Anyway, there are lots reasons this is a sideshow story. Sorry this is going to get long.

      First, accusing Russia or any country of trying to infiltrate your electronic systems sounds awful, but when you’re doing the same, there’s no moral ground to stand on anymore. It doesn’t make it right, but it ends up about the same as one spy accusing another spy – pointless.

      More serious, maybe, is the hypothetical question of whether sneaky actions to influence public opinion in another country’s election crosses a “red line”? Or at the very least whether it is a severe insult? I would think yes, but again, after the last 15 years, the hypocrisy factor makes a tragic mockery of that too.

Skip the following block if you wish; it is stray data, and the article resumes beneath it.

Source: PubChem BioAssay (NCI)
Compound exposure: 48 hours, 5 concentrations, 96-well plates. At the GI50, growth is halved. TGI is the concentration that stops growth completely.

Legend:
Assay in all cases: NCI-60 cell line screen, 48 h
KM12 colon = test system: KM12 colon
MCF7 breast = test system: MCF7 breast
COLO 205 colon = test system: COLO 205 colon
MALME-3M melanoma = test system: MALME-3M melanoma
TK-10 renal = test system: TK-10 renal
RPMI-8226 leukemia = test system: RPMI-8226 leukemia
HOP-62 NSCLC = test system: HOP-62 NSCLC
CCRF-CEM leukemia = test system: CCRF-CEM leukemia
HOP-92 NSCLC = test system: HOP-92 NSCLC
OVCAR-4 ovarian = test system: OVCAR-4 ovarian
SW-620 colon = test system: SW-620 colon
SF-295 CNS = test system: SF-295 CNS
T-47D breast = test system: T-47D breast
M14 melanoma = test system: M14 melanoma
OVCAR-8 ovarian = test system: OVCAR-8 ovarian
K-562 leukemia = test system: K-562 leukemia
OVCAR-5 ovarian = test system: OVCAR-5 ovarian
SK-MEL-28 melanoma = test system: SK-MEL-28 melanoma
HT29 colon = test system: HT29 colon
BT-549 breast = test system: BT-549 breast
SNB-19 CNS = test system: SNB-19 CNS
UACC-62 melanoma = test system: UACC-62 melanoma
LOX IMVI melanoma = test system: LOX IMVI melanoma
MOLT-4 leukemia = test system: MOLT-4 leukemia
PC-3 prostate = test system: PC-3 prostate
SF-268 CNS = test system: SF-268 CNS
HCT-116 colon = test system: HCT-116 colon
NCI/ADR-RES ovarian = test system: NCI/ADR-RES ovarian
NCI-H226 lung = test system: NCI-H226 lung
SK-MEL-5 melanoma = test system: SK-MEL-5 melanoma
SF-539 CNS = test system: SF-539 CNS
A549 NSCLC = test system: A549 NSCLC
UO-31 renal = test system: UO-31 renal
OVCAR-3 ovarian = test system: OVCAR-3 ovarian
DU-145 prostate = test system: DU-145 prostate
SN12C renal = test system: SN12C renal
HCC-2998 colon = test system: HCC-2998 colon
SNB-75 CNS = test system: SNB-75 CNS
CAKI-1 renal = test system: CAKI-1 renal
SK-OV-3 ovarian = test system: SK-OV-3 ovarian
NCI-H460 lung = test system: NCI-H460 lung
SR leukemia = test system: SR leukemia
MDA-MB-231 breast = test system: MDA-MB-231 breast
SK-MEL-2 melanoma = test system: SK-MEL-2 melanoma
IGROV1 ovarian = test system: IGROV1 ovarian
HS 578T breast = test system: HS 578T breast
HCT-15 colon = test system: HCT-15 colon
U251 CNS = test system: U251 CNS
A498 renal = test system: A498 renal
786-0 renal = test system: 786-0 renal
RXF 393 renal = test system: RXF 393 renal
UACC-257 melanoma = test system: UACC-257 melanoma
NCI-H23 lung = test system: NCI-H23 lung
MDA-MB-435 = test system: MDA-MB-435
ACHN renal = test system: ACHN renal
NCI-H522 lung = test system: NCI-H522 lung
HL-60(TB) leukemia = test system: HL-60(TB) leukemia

A sideshow within the sideshow is how the released materials actually did their alleged damage. It was because they revealed sneaky actions by Podesta et al, which manipulated the public during the election, complete with receipts for 8-figure sums donated by dubious foreign governments.

      So the whole thing is just a show of outrage for politics, which I get. I think the effect of this will be to somewhat reinforce cohesion within both the R and D parties, in the face of their respective challenge by each of their anti-establishment wings.

      Remember, every time one party says something bad about the other party’s candidate, that candidate’s party rallies around them.

      So Obama accuses Trump, and Republicans support him (ignoring the massive bait-and-switch played on anti-establishment Republicans). Similarly, Trump will bite back, or perhaps Putin will do so, which drives anti-establishment Democrats back toward the mainstream D politicians.

      It’s a fantastic parting gift from Obama to both main parties. Incoming Sec of State Tillerson also gets a nice little nugget to use in XOM’s future negotiations with Russia (repeal sanctions etc in exchange for oil related concessions).